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Old 08-21-2015, 08:44 AM
 
Location: New Jersey/Florida
5,037 posts, read 9,066,447 times
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This quote was asked to me. ( but offer nothing to improve it )


Why do I or anyone else have to "Offer" something to improve Newark. Billions have been given to Newark by (US) the taxpayers, through Abbott District funding, UEZ grants, State Aid, millions in tax relief given to businesses that were already in Jersey to relocate there and so forth. How about the people that live there do something instead of 5 killings in less then 48 hours.
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Old 08-21-2015, 08:51 AM
 
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Reported crimes are down:

http://newarkpdonline.org/CrimeStats...t/08162015.pdf
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Old 08-21-2015, 08:55 AM
 
421 posts, read 329,307 times
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Quote:
Originally Posted by JERSEY MAN View Post
This quote was asked to me. ( but offer nothing to improve it )


Why do I or anyone else have to "Offer" something to improve Newark. Billions have been given to Newark by (US) the taxpayers, through Abbott District funding, UEZ grants, State Aid, millions in tax relief given to businesses that were already in Jersey to relocate there and so forth. How about the people that live there do something instead of 5 killings in less then 48 hours.
I am a resident and I do my part. I own two, two family homes. Live in one rent out the other units. I take care of my property and get involved in the community. There are plenty of good residents living here.


OK - take back all the tax gifts Newark gets. Can we build some affordable housing projects by your house? You don't think the state screwed Newark by dropping the most housing projects here? Why not build a nice housing project in Livingston or Millburn?
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Old 08-21-2015, 09:03 AM
 
Location: New Jersey/Florida
5,037 posts, read 9,066,447 times
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Quote:
Originally Posted by jdacunha View Post
I am a resident and I do my part. I own two, two family homes. Live in one rent out the other units. I take care of my property and get involved in the community. There are plenty of good residents living here.


OK - take back all the tax gifts Newark gets. Can we build some affordable housing projects by your house? You don't think the state screwed Newark by dropping the most housing projects here? Why not build a nice housing project in Livingston or Millburn?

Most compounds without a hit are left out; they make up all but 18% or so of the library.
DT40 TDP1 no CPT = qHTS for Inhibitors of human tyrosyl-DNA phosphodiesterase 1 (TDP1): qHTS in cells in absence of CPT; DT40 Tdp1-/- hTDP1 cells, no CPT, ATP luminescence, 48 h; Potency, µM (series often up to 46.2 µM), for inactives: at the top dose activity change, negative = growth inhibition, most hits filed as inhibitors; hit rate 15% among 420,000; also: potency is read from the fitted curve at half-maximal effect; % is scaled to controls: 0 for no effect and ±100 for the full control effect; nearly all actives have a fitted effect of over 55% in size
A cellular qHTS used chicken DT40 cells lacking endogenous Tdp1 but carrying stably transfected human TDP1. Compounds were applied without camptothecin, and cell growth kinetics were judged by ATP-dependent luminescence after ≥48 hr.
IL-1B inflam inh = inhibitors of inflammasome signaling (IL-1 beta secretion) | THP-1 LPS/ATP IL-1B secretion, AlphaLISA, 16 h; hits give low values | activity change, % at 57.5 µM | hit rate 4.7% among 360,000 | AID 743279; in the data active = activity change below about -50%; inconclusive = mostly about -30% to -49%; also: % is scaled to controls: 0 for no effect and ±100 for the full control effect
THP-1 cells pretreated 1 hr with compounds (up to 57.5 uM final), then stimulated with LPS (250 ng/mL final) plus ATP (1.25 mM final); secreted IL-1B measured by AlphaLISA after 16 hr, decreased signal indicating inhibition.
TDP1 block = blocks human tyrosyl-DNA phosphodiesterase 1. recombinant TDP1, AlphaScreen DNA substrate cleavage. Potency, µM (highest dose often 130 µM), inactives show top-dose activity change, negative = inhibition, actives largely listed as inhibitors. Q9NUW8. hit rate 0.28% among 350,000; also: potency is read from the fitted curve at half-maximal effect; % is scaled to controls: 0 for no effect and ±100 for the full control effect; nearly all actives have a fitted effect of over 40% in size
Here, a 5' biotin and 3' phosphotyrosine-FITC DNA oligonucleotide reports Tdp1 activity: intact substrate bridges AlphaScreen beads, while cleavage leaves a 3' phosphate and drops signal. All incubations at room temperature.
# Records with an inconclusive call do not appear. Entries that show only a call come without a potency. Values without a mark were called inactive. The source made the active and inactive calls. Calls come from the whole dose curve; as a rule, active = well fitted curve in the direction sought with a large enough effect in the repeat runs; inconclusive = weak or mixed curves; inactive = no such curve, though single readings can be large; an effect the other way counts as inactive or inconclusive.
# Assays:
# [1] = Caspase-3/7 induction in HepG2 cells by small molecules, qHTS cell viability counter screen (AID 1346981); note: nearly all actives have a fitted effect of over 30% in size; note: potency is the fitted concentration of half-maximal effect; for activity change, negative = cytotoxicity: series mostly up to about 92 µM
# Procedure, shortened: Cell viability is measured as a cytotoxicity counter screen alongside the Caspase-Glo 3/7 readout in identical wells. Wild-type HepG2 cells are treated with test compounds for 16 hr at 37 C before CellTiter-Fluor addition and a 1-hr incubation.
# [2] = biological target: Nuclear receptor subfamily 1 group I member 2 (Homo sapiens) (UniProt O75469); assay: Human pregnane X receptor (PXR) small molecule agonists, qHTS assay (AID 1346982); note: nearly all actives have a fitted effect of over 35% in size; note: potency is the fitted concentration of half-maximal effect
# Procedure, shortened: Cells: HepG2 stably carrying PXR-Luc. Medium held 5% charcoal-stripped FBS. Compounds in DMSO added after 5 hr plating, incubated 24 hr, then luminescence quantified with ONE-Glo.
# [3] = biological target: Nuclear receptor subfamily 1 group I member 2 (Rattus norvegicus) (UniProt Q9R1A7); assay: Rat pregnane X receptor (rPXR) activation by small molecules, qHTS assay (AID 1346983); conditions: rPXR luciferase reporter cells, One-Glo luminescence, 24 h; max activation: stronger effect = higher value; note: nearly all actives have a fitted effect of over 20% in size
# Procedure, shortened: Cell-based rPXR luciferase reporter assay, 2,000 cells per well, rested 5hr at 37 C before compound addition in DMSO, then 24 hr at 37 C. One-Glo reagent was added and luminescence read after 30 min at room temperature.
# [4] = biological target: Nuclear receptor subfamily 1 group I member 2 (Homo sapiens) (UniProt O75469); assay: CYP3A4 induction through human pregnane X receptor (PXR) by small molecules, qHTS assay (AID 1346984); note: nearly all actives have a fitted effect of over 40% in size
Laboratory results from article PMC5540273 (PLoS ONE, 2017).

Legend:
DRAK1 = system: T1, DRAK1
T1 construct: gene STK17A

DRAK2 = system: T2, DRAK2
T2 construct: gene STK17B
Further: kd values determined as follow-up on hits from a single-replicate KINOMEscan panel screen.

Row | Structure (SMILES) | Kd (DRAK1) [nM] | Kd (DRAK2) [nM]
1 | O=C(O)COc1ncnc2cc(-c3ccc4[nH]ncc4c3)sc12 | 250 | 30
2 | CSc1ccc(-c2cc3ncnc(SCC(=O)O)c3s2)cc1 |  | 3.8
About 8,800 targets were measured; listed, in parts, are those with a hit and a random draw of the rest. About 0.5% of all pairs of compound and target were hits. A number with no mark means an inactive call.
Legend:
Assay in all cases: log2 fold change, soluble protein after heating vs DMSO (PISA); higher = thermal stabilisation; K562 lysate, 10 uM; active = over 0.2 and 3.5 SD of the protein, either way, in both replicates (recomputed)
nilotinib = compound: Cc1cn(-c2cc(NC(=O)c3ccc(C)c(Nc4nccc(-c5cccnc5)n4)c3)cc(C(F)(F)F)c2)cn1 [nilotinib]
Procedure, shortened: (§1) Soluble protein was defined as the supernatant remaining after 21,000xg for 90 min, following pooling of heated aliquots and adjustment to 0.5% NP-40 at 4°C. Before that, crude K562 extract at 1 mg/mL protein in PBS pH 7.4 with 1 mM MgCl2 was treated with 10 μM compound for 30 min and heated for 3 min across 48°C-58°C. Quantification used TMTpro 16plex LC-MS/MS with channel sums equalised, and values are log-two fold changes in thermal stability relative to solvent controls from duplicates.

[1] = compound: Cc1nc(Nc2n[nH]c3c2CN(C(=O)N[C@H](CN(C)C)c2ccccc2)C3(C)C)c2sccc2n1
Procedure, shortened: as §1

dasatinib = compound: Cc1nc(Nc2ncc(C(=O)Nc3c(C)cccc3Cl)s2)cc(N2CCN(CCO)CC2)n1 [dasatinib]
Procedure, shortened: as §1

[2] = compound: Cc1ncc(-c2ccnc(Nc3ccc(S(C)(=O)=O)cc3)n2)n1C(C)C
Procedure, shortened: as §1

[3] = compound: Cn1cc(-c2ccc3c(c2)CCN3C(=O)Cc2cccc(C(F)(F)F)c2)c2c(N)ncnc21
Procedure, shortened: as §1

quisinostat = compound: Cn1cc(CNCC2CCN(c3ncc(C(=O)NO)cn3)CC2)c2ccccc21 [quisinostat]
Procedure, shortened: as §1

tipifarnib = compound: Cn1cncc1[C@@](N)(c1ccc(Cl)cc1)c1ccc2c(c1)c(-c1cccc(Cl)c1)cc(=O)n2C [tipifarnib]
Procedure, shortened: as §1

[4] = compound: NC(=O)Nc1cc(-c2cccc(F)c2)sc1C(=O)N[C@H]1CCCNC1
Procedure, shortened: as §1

So you're an investor looking to pump up Newarks image, I don't blame you for that. And yes, our town has affordable housing(Mt. Laurel decision) that was forced down our throats by the state by the "Do Gooders".
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Old 08-21-2015, 09:16 AM
 
Location: New Jersey/Florida
5,037 posts, read 9,066,447 times
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Short history lesson on why Newark is the pits.

The city made serious mistakes with public housing and urban renewal, although these were not the sole causes of Newark's tragedy. Across several administrations, the city leaders of Newark considered the federal government's offer to pay for 100% of the costs of housing projects as a blessing. The decline in industrial jobs meant that more poor people needed housing, whereas in prewar years, public housing was for working-class families. While other cities were skeptical about putting so many poor families together and were cautious in building housing projects, Newark pursued federal funds. Eventually, Newark had a higher percentage of its residents in public housing than any other American city.
The largely Italian-American First Ward was one of the hardest hit by urban renewal. A 46 acre (19 hectare) housing tract, labeled a slum because it had dense older housing, was torn down for multi-story, multi-racial Le Corbusier-style high rises, named the Christopher Columbus Homes. The tract had contained 8th Avenue, the commercial heart of the neighborhood. Fifteen small-scale blocks were combined into three "superblocks". The Columbus Homes, never in harmony with the rest of the neighborhood, were vacated in the 1980s. They were finally torn down in 1994.[SIZE=2][22][/SIZE]
From 1950 to 1960, while Newark's overall population dropped from 438,000 to 408,000, it gained 65,000 non-whites. By 1966, Newark had a black majority, a faster turnover than most other northern cities had experienced. Evaluating the riots of 1967, Newark educator Nathan Wright, Jr. said, "No typical American city has as yet experienced such a precipitous change from a white to a black majority." The misfortune of the Great Migration and Puerto Rican migration was that Southern blacks and Puerto Ricans were moving to Newark to be industrial workers just as the industrial jobs were decreasing sharply. Many suffered the culture shock of leaving a rural area for an urban industrial job base and environment. The latest migrants to Newark left poverty in the South to find poverty in the North.
During the 1950s alone, Newark's white population decreased by more than 25 percent from 363,000 to 266,000. From 1960 to 1967, its white population fell further to 46,000. Although in-migration of new ethnic groups combined with white flight markedly affected the demographics of Newark, the racial composition of city workers did not change as rapidly. In addition, the political and economic power in the city remained based in the white population.
In 1967, out of a police force of 1,400, only 150 members were black, mostly in subordinate positions. Racial tensions arose because of the disproportion between residents and police demographics. Since Newark's blacks lived in neighborhoods that had been white only two decades earlier, nearly all of their apartments and stores were white-owned as well. The loss of jobs affected overall income in the city, and many owners cut back on maintenance of buildings, contributing to a cycle of deterioration in housing stock.
Without consulting any residents of the neighborhood to be affected, Mayor Addonizio offered to condemn and raze 150 acres (61 hectares) of a densely populated black neighborhood in the central ward for the University of Medicine and Dentistry of New Jersey (UMDNJ). UMDNJ had wanted to settle in suburban Madison, NJ.
1967 Newark riots[edit]

Main article: 1967 Newark riots
On July 12, 1967, a taxi driver named John Smith was injured while violently resisting arrest. A crowd gathered outside the police station where Smith was detained. Due to miscommunication, the crowd believed Smith had died in custody, although he had been transported to a hospital via a back entrance to the station. This sparked scuffles between African Americans and police in the Fourth Ward, although the damage toll was only $2,500.